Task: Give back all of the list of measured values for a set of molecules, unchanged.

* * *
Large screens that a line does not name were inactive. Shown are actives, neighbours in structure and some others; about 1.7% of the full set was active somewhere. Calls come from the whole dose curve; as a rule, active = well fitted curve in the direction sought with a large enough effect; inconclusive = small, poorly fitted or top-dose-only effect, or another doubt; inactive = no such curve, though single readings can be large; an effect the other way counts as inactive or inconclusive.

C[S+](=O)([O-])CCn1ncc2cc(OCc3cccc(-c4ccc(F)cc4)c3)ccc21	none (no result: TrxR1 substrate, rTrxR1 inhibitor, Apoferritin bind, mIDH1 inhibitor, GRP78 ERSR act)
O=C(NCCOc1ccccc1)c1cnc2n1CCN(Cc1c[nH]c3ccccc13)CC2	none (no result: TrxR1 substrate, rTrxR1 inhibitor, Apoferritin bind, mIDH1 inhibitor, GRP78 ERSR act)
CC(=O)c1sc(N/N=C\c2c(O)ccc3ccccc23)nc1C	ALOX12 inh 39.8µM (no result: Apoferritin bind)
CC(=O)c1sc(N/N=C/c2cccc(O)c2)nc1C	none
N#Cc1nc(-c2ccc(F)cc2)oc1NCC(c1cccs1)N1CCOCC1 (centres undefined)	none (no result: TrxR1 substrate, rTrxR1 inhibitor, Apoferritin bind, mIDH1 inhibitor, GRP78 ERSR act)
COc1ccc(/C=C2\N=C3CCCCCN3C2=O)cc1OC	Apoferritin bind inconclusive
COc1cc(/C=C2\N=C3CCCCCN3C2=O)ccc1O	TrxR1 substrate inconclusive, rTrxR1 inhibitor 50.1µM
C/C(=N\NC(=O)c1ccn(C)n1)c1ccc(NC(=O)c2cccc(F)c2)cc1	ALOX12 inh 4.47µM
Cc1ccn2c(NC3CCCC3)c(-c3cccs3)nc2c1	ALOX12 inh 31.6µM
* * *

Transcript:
Large screens that a line does not name were inactive. Shown are actives, neighbours in structure and some others; about 1.7% of the full set was active somewhere. Calls come from the whole dose curve; as a rule, active = well fitted curve in the direction sought with a large enough effect; inconclusive = small, poorly fitted or top-dose-only effect, or another doubt; inactive = no such curve, though single readings can be large; an effect the other way counts as inactive or inconclusive.

C[S+](=O)([O-])CCn1ncc2cc(OCc3cccc(-c4ccc(F)cc4)c3)ccc21	none (no result: TrxR1 substrate, rTrxR1 inhibitor, Apoferritin bind, mIDH1 inhibitor, GRP78 ERSR act)
O=C(NCCOc1ccccc1)c1cnc2n1CCN(Cc1c[nH]c3ccccc13)CC2	none (no result: TrxR1 substrate, rTrxR1 inhibitor, Apoferritin bind, mIDH1 inhibitor, GRP78 ERSR act)
CC(=O)c1sc(N/N=C\c2c(O)ccc3ccccc23)nc1C	ALOX12 inh 39.8µM (no result: Apoferritin bind)
CC(=O)c1sc(N/N=C/c2cccc(O)c2)nc1C	none
N#Cc1nc(-c2ccc(F)cc2)oc1NCC(c1cccs1)N1CCOCC1 (centres undefined)	none (no result: TrxR1 substrate, rTrxR1 inhibitor, Apoferritin bind, mIDH1 inhibitor, GRP78 ERSR act)
COc1ccc(/C=C2\N=C3CCCCCN3C2=O)cc1OC	Apoferritin bind inconclusive
COc1cc(/C=C2\N=C3CCCCCN3C2=O)ccc1O	TrxR1 substrate inconclusive, rTrxR1 inhibitor 50.1µM
C/C(=N\NC(=O)c1ccn(C)n1)c1ccc(NC(=O)c2cccc(F)c2)cc1	ALOX12 inh 4.47µM
Cc1ccn2c(NC3CCCC3)c(-c3cccs3)nc2c1	ALOX12 inh 31.6µM